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Monday, 1 September 2014

Identity theft haunts the health industry

By Laura Shin - Fortune (USA)

Unlike the financial services industry, health care companies lack measures to adequately prevent identity theft, even as they continue to digitize medical records and other sensitive information.

Twelve years ago, when Nikki Burton was 17, she tried to donate blood for the first time. She was denied without explanation. Perplexed, the Portland, Ore. resident called Red Cross headquarters to inquire, only to learn that her Social Security number had been used to receive treatment at a free AIDS clinic in California, rendering her ineligible to donate blood.

Years later, she wondered if, when asked whether she had any pre-existing conditions, that instance of fraud might show up. So she called the Red Cross again. The organization told her that it no longer asked for Social Security numbers and she could donate blood without it. “I said, that’s fine for you guys to receive the donation, but that doesn’t solve the problem of that information existing in your system,” Burton says. “What if it got out?”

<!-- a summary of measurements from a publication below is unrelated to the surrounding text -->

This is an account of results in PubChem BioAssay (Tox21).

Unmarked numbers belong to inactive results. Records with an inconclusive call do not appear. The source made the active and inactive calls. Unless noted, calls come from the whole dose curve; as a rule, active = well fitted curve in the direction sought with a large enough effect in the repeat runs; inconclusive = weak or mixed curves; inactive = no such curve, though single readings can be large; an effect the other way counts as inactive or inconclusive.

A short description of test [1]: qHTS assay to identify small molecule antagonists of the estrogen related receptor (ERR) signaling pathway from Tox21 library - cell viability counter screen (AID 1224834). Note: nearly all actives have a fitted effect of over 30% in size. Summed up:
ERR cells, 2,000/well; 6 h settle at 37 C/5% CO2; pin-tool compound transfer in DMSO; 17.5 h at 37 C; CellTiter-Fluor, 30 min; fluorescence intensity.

In 2013, the health care industry experienced more data breaches than it ever had before, accounting for 44% of all breaches, according to the Identity Theft Resource Center. It was the first time that the medical industry surpassed all others, and stood in stark contrast to the financial services industry, which represented just 3.7% of the total.

Identity theft is so pervasive in health care that, according to a 2013 ID Experts data security survey of 91 healthcare organizations, 90% of respondents had experienced a data breach in the previous two years and 38% had had more than five incidents. The leading causes of a breach are typical for any business: a lost or stolen computing device, an employee error, a third-party snafu. There’s also “Robin Hood fraud,” in which someone knowingly gives a friend or family member information to fraudulently receive health care. But one cause has grown in importance: Criminal attacks have doubled in the last four years, according to the survey. (A good example: the theft of 4.5 million records this month at hospital operator Community Health Services.)

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